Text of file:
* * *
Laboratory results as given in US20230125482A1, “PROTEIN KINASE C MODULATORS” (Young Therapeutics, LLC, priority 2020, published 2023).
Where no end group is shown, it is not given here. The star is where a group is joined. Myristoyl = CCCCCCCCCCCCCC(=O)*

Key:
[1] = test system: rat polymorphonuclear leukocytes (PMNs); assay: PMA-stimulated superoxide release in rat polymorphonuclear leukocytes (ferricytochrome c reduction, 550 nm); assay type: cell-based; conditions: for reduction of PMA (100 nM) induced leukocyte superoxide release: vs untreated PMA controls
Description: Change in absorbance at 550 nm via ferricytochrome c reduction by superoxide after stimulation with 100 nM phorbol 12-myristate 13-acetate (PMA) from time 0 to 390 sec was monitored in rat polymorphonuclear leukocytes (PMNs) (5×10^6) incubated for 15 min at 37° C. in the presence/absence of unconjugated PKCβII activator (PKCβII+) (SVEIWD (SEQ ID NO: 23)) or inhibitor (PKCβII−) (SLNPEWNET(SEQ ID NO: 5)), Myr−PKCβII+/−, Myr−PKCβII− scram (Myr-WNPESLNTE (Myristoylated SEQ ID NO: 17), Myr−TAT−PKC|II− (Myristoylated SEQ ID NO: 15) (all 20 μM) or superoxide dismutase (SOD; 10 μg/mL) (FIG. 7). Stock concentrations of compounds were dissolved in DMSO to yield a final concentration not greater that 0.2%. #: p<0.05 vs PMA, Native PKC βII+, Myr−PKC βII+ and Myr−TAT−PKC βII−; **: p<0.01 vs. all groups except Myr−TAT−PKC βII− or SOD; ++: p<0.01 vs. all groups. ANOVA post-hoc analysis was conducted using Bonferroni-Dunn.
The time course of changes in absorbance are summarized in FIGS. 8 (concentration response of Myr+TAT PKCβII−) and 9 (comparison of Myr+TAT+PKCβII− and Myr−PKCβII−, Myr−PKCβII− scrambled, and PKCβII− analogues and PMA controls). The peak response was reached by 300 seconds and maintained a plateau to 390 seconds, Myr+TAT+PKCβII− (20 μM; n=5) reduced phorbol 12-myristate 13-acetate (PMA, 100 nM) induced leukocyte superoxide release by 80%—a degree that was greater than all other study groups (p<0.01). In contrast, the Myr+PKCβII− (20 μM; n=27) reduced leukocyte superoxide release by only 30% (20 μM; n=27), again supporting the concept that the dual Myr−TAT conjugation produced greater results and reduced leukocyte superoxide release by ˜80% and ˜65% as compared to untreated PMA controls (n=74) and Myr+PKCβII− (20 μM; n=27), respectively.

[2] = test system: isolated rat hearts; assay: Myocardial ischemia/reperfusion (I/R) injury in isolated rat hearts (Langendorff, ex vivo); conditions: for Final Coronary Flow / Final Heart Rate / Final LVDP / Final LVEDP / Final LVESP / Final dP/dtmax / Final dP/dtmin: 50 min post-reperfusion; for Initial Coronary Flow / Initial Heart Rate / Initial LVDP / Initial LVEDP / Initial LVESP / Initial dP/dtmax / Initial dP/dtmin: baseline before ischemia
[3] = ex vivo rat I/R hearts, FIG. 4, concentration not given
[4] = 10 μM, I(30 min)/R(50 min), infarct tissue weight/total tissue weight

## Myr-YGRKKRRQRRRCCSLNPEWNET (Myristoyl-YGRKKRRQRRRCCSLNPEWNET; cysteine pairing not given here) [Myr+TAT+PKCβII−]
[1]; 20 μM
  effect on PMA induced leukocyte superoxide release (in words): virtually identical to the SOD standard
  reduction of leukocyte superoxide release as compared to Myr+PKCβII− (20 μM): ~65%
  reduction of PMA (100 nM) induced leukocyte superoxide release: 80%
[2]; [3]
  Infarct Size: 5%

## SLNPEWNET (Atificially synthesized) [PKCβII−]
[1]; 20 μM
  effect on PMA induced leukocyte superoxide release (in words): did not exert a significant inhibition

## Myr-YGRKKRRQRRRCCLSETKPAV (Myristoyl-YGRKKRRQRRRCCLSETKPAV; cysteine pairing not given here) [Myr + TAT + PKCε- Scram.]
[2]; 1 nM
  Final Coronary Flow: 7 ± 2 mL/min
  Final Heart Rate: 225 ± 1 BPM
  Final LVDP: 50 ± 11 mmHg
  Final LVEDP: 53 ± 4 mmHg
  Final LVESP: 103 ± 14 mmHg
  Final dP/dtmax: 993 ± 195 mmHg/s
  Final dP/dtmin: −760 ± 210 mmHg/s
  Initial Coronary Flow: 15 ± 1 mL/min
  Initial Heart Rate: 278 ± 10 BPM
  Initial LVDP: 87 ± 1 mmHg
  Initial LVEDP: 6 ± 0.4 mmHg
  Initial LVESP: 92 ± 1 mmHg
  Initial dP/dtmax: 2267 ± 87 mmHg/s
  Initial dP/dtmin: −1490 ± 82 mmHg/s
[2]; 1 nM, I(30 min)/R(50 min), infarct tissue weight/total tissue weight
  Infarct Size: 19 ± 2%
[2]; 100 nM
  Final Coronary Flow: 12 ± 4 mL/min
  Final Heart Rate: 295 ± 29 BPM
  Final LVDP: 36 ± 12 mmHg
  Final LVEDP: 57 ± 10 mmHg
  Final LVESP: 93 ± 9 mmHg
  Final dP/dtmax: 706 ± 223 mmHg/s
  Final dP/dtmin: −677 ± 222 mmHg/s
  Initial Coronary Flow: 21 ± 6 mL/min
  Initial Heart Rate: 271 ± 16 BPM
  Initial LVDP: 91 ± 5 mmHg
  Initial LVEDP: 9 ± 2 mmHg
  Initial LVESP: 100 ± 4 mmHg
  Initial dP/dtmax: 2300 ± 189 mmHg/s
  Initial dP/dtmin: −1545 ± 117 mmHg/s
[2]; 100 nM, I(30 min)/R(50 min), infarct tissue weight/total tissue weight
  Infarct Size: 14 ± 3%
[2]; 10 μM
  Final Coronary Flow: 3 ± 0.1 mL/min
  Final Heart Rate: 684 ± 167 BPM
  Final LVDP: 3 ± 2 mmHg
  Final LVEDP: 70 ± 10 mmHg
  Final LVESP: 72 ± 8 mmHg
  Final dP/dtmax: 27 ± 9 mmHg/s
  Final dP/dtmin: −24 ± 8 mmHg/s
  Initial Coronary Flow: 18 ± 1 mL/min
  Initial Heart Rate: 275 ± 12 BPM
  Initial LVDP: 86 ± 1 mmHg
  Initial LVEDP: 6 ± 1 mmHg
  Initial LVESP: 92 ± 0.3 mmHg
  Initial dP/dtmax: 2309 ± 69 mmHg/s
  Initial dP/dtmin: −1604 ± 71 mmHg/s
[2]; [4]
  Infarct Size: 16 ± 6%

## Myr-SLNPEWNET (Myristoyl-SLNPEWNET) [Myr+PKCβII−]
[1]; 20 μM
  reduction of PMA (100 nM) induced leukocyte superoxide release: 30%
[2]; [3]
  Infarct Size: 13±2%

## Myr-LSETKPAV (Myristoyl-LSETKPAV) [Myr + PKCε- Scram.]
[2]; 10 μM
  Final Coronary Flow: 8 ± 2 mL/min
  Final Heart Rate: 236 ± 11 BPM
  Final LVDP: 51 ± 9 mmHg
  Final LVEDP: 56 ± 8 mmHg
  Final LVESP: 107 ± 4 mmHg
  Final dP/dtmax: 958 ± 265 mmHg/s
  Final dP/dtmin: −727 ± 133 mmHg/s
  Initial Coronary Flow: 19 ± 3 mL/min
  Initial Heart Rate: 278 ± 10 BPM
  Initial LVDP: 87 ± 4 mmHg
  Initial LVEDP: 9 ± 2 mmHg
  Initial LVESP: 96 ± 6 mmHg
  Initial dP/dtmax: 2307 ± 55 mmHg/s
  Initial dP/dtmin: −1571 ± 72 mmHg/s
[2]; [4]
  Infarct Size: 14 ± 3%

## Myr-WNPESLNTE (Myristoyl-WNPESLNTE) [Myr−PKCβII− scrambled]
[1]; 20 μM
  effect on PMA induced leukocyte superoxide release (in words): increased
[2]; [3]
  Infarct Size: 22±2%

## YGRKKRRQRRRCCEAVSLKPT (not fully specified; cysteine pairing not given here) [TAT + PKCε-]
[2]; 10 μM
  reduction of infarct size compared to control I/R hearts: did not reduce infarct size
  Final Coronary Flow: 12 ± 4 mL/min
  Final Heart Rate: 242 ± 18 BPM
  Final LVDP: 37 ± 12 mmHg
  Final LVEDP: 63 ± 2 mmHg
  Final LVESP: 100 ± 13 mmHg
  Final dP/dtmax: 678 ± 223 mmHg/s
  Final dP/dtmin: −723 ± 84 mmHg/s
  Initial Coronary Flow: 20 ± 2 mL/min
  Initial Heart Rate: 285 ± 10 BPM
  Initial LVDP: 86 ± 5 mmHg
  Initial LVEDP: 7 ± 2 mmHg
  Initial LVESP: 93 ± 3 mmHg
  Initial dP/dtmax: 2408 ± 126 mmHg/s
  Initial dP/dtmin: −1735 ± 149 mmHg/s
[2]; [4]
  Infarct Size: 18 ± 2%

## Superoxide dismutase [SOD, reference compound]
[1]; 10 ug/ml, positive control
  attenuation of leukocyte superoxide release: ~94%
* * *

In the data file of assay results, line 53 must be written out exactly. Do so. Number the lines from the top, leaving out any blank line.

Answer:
[2]; 100 nM, I(30 min)/R(50 min), infarct tissue weight/total tissue weight